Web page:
I know I'm not the only person attracted to these beautiful objects. There is a whole industry surrounding specimens as decoration, natural "objets d'art."





The Joys of Collecting Rocks - Connections


CONNECTIONS




I love the variety, and the beauty, but the connections I associate with the rocks I collect add meaning both to the rocks and to my life. I treasure a piece of flint from Stonehenge and copper ore specimens I lugged home from Whitehorse. Each rock has a connection to a place or a person or a story. The ancient creatures from the sea floor now on top of the mountains, plant leaves from the age of dinosaurs, river rocks set in lava. I can look at a rock and see, read, a story. How these water-rounded granite pebbles must have sizzled when the green andesite lava engulfed them. How cataclysmic the explosion must have been before these sharp-edged quartz clasts were shattered and then sopped up by the lava flowing over, surrounding them. I think I am most attracted to the igneous rocks -- offspring of the dance of earth and fire. It's something about being an earth lover with a fire sign.


The stories the rocks themselves tell are of igneous, sedimentary, and metamorphic activity Millennia Before Man. They seem to put an often too-proud and too self-centred humanity into perspective. Small in relation to the planet, the solar system, the universe. Mewling within imagined Time.


I love how my rocks connect me to places and people of my own past and present. Another part of what I love about rocks is the sensory experience they offer. You can see the colour and sparkle. You can hear how each one sounds different, depending on what you strike it with, a chopstick, a knife. You can feel the varied textures and the differences in weight, the heaviness of a hunk of galena, the floating weightlessness of a bomb of pumice. You can even taste some rocks. Salt. Potash. But please, do not lick it after it has been passed from student to student around the whole classroom.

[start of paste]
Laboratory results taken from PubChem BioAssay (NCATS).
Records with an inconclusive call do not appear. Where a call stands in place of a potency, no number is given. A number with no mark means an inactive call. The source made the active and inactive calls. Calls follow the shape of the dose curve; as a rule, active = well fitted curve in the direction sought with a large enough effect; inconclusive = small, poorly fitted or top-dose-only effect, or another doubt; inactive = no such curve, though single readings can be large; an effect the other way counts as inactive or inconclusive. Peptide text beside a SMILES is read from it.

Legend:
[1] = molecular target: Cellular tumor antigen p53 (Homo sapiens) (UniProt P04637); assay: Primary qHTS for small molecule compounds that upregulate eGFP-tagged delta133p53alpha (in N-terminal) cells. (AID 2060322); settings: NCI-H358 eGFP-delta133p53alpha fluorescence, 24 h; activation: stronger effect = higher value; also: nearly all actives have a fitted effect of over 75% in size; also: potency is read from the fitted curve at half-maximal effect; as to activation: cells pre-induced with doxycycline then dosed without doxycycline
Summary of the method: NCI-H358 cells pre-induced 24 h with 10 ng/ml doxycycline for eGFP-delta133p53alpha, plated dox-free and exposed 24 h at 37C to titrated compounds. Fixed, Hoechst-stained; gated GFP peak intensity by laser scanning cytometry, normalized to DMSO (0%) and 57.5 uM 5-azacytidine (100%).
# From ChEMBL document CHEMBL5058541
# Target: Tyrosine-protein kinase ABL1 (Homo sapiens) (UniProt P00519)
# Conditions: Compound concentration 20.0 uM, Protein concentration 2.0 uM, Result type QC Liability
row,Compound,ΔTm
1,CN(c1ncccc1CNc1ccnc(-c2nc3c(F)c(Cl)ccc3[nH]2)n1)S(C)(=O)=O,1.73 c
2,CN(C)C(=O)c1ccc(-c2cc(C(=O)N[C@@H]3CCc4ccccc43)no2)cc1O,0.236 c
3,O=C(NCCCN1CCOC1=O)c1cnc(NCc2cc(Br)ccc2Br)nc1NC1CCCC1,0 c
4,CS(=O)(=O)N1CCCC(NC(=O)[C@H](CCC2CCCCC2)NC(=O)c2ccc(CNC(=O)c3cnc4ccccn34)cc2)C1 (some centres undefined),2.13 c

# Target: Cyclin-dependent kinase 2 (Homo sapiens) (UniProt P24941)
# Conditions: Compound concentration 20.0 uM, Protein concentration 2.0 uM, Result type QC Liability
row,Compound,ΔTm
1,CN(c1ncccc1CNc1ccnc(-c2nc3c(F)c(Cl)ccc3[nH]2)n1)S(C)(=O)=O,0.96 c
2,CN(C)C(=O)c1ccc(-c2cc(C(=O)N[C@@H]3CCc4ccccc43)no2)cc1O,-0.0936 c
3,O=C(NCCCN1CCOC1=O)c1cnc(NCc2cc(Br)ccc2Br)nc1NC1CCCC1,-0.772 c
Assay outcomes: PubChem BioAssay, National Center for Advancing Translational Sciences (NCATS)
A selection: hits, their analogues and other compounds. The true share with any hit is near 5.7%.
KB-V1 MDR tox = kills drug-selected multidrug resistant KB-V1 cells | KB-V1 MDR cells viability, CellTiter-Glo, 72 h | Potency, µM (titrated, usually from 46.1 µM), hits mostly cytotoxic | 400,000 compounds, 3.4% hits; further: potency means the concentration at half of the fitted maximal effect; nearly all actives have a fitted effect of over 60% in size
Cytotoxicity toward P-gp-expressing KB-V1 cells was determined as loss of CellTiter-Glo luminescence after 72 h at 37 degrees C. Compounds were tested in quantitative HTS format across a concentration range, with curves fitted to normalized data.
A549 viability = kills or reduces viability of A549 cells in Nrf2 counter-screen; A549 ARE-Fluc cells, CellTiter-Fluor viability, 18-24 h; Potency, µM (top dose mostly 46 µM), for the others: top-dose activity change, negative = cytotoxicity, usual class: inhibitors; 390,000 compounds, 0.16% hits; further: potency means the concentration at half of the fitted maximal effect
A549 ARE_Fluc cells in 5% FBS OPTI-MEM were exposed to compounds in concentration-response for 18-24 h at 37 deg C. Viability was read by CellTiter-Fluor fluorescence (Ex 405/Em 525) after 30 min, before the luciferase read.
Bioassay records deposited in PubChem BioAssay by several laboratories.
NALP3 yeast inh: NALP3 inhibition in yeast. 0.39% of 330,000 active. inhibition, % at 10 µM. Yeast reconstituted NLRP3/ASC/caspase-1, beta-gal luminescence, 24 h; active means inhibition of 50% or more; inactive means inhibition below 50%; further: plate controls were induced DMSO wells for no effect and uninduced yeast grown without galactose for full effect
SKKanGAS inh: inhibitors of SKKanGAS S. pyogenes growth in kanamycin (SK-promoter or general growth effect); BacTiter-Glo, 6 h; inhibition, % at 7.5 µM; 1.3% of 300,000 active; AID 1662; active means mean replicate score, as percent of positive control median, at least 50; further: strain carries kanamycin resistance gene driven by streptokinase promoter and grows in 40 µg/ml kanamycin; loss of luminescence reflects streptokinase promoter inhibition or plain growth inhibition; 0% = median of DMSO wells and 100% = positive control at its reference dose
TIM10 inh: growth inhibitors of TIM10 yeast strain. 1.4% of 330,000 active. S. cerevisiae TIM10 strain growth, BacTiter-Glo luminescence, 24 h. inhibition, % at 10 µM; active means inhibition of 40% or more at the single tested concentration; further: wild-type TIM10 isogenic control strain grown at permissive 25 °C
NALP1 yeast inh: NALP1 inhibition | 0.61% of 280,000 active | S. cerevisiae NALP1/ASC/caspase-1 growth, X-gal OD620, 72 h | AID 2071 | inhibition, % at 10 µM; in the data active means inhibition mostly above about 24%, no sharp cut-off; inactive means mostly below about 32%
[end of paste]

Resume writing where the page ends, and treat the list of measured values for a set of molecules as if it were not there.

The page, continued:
These things are real. Not made by man. Not manufactured steel or tin or plastic. Natural. When I have to pass them on, when I have to move from my house, I shall take their photographs with me, as a way to keep, to maintain those connections.









Saturday, September 22, 2012

Book Club Conflict I - The Push/Pull



I've always been conflicted about book clubs. Pulled by the desire to share a passion. Repelled by the fear that precious time will be taken up reading titles chosen by others, titles far down on my own "Must Read" list. Repelled also by the fear of negativity, the depressing spectre of having to listen to books and their writers (who come to seem like friends) being trashed by other readers. Or worse yet, trashed by readers who have not read them, but insist on talking, about how such-and-such is superior. Or about the movie version. Whatever happened to that open-ended question: What is it about this book that makes it worth writing, publishing, reading? What might I have missed?

In the Book Club push and pull, will I be moved by love or fear? Will I stay home or will I go?

Book Club Conflict II - Pre-Reading

Last month's Book Club book was Wayson Choy's Not Yet: A Memoir of Living and Almost Dying.